City Councillor Maria McRae submitted a written report.
Erwin Dreessen and Bill Royds presented "Saving the Southern Corridor through Poetry". The proposal is that the Southern Corridor should be preserved as a way to commemorate the Confederation Poets who were centered in the capital. This proposal is made by the Greenspace Alliance: http://www.flora.org/greenspace/poetspath-1/index.shtml. The National Capital Commission (NCC) owns the Southern Corridor. The NCC contests the designation of major portions of the Southern Corridor as Major Open Space in the City's Official Plan. Instead the NCC wants them designated as General Urban Area which would allow them to be developed. Included in the proposal was a groundworks design for a commemorative plaque surrounded by a grove located next the the Hunt Club/Riverside Community Centre.
Patrick Richter: What would be the costs of the Poets' Pathway?
Erwin Dreessen: The NCC would forego the sale of the property for development.
Sarah McCormack: Would adoption of this proposal save the Southern Corridor from development?
Erwin Dreessen: Yes. The Poets' Pathway would go from Britannia in the west to the Beechwood Cemetery in the east but there are obstacles to a continuous pathway.
Peter Brimacombe: The City proposes to build 48,000 housing units in Leitrim/South Ottawa over the next 20 years to provide for a growing population. The 48,000 housing units will require an infrastructure that is too expensive to build, will require energy too expensive to maintain, will make development of an efficient public transit system impossible and will encroach on agricultural land. The documentary "The End of Suburbia" makes the point that "peak oil" is inevitable. The 48,000 units are not only inefficient, they threaten our survival. See http://www.endofsuburbia.com/catalog.htm. The documentary will be shown on Wednesday night at 22:00 on Vision TV. The alternative is to develop within the City. The Southern Corridor would be one such development.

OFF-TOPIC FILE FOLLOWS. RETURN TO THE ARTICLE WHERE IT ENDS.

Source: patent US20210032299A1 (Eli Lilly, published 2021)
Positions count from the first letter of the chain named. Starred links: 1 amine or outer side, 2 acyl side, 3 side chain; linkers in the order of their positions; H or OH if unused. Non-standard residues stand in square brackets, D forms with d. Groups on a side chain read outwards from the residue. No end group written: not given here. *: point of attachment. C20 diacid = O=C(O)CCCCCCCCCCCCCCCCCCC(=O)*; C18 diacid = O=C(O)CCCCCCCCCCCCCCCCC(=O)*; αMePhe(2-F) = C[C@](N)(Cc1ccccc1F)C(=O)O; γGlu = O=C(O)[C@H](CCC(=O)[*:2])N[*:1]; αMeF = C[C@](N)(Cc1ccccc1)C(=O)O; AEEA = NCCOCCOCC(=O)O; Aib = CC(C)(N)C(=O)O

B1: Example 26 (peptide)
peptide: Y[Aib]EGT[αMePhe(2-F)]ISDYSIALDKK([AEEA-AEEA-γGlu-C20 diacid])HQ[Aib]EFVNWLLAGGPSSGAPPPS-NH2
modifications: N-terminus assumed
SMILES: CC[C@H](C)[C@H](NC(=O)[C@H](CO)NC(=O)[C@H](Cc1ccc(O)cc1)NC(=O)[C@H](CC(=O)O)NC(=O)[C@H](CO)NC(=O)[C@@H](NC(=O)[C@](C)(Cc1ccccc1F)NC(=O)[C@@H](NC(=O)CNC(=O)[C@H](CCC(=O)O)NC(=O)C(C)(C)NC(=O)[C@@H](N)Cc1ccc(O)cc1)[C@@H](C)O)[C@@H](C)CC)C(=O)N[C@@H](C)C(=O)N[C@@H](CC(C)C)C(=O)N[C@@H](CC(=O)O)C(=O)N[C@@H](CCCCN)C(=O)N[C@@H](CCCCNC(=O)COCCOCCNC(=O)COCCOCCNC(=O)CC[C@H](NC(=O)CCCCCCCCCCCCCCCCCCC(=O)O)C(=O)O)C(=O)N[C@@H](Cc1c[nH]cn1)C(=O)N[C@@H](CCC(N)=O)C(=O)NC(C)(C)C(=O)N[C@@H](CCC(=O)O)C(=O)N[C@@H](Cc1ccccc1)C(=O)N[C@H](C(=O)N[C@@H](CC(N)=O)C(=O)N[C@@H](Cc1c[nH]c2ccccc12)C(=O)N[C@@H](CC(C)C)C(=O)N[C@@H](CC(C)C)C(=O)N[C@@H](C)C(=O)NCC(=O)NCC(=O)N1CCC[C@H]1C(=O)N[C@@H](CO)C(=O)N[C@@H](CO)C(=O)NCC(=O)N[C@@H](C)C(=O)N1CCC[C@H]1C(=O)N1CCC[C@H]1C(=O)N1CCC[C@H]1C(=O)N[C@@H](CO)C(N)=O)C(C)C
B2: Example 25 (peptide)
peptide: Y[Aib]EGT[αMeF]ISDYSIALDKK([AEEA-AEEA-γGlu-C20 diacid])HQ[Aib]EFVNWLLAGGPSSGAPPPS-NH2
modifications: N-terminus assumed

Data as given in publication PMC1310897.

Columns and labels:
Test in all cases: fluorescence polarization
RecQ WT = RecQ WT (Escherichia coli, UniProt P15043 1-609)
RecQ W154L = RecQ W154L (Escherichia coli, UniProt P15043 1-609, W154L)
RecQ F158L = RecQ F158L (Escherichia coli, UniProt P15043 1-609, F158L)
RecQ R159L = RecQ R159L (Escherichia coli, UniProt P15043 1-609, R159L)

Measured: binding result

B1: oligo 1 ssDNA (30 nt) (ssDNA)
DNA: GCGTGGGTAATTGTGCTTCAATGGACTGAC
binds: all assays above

There was a general discussion about Erwin Dreessen and Bill Royds' presentation. Comments were positive.
Gisèle Loiselle-Branch: Many of the roads in our community have developed pot-holes over the course of the winter.
Maria McRae: There will be a big program to resurface the roads in the spring, including Uplands Drive, McCarthy Road, and Plante Drive. She voted in favour of the City budget including the plan to hire 20 new paramedics. She continues to look for ways to run the City more efficiently. For example the Hunt Club/Riverside Community Centre is run on a fee-for-service basis, this should be the model for other community centres. The City will be celebrating its 150-year anniversary this year: http://www.city.ottawa.on.ca/residents/ottawa_150/index_en.shtml. As part of this celebration the Hunt Club Community Organization will be given a tree. We have to decide where to plant it by April 8. Also we are asked to contribute half a page to a scrap book that will be put in a time capsule. Once again this year, the City will host the Tulip Festival: http://www.tulipfestival.ca/
Patrick Richter is impressed with the improvements to the OC Transpo Routes, especially Route 87.
Fred McLennan: What conditions will be required to change the zoning near Hunt Club Place?
There was a general discussion regarding the application for rezoning, the property lots and the small stream in the area. Maria McRae said that she would actively follow developments.
Next meeting: Mon 4 Apr 2005 at 7:30pm